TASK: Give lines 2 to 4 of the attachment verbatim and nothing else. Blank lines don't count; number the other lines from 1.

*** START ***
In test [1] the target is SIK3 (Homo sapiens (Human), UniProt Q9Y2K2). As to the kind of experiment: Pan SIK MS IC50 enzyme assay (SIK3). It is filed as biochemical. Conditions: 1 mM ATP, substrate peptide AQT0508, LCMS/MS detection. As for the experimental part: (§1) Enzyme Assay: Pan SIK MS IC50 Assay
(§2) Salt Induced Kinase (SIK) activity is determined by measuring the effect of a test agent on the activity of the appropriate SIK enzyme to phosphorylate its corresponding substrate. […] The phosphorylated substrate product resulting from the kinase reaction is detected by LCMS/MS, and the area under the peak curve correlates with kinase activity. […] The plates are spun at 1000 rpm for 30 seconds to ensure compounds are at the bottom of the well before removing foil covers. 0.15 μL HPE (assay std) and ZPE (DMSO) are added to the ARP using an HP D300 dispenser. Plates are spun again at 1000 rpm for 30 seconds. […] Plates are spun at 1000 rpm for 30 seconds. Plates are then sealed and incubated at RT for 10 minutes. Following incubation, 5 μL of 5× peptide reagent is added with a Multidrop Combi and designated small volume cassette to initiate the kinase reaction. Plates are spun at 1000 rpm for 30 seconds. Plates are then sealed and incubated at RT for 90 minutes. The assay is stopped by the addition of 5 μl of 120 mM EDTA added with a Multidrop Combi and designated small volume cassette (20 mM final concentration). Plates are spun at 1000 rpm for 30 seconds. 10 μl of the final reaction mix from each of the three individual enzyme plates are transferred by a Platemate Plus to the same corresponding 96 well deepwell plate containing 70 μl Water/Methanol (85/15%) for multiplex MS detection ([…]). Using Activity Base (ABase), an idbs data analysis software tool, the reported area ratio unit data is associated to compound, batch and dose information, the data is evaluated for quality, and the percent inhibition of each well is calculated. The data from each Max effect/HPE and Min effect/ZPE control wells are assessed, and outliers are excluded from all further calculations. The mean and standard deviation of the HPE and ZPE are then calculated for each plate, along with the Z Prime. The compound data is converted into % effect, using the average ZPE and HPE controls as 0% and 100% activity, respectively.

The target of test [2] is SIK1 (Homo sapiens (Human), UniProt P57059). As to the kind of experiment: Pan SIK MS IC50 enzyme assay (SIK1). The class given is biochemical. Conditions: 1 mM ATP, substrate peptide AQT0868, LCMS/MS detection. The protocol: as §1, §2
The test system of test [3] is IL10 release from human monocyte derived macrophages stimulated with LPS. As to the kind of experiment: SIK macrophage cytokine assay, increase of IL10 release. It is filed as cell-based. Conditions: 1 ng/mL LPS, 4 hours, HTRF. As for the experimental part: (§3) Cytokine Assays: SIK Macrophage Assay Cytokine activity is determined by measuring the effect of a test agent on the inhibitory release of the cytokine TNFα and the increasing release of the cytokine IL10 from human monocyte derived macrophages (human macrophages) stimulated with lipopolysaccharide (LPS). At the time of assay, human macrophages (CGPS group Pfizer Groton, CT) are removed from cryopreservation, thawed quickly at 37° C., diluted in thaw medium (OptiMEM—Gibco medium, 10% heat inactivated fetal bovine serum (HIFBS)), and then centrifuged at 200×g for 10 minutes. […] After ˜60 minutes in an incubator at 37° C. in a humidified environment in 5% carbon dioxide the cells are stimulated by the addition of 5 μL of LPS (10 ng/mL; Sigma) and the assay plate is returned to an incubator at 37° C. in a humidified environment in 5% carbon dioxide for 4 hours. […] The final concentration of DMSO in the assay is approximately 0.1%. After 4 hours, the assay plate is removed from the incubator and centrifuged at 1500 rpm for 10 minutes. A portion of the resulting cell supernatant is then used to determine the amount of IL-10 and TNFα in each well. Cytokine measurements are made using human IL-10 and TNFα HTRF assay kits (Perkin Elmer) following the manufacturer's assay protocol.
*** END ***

(§2) Salt Induced Kinase (SIK) activity is determined by measuring the effect of a test agent on the activity of the appropriate SIK enzyme to phosphorylate its corresponding substrate. […] The phosphorylated substrate product resulting from the kinase reaction is detected by LCMS/MS, and the area under the peak curve correlates with kinase activity. […] The plates are spun at 1000 rpm for 30 seconds to ensure compounds are at the bottom of the well before removing foil covers. 0.15 μL HPE (assay std) and ZPE (DMSO) are added to the ARP using an HP D300 dispenser. Plates are spun again at 1000 rpm for 30 seconds. […] Plates are spun at 1000 rpm for 30 seconds. Plates are then sealed and incubated at RT for 10 minutes. Following incubation, 5 μL of 5× peptide reagent is added with a Multidrop Combi and designated small volume cassette to initiate the kinase reaction. Plates are spun at 1000 rpm for 30 seconds. Plates are then sealed and incubated at RT for 90 minutes. The assay is stopped by the addition of 5 μl of 120 mM EDTA added with a Multidrop Combi and designated small volume cassette (20 mM final concentration). Plates are spun at 1000 rpm for 30 seconds. 10 μl of the final reaction mix from each of the three individual enzyme plates are transferred by a Platemate Plus to the same corresponding 96 well deepwell plate containing 70 μl Water/Methanol (85/15%) for multiplex MS detection ([…]). Using Activity Base (ABase), an idbs data analysis software tool, the reported area ratio unit data is associated to compound, batch and dose information, the data is evaluated for quality, and the percent inhibition of each well is calculated. The data from each Max effect/HPE and Min effect/ZPE control wells are assessed, and outliers are excluded from all further calculations. The mean and standard deviation of the HPE and ZPE are then calculated for each plate, along with the Z Prime. The compound data is converted into % effect, using the average ZPE and HPE controls as 0% and 100% activity, respectively.

The target of test [2] is SIK1 (Homo sapiens (Human), UniProt P57059). As to the kind of experiment: Pan SIK MS IC50 enzyme assay (SIK1). The class given is biochemical. Conditions: 1 mM ATP, substrate peptide AQT0868, LCMS/MS detection. The protocol: as §1, §2
The test system of test [3] is IL10 release from human monocyte derived macrophages stimulated with LPS. As to the kind of experiment: SIK macrophage cytokine assay, increase of IL10 release. It is filed as cell-based. Conditions: 1 ng/mL LPS, 4 hours, HTRF. As for the experimental part: (§3) Cytokine Assays: SIK Macrophage Assay Cytokine activity is determined by measuring the effect of a test agent on the inhibitory release of the cytokine TNFα and the increasing release of the cytokine IL10 from human monocyte derived macrophages (human macrophages) stimulated with lipopolysaccharide (LPS). At the time of assay, human macrophages (CGPS group Pfizer Groton, CT) are removed from cryopreservation, thawed quickly at 37° C., diluted in thaw medium (OptiMEM—Gibco medium, 10% heat inactivated fetal bovine serum (HIFBS)), and then centrifuged at 200×g for 10 minutes. […] After ˜60 minutes in an incubator at 37° C. in a humidified environment in 5% carbon dioxide the cells are stimulated by the addition of 5 μL of LPS (10 ng/mL; Sigma) and the assay plate is returned to an incubator at 37° C. in a humidified environment in 5% carbon dioxide for 4 hours. […] The final concentration of DMSO in the assay is approximately 0.1%. After 4 hours, the assay plate is removed from the incubator and centrifuged at 1500 rpm for 10 minutes. A portion of the resulting cell supernatant is then used to determine the amount of IL-10 and TNFα in each well. Cytokine measurements are made using human IL-10 and TNFα HTRF assay kits (Perkin Elmer) following the manufacturer's assay protocol.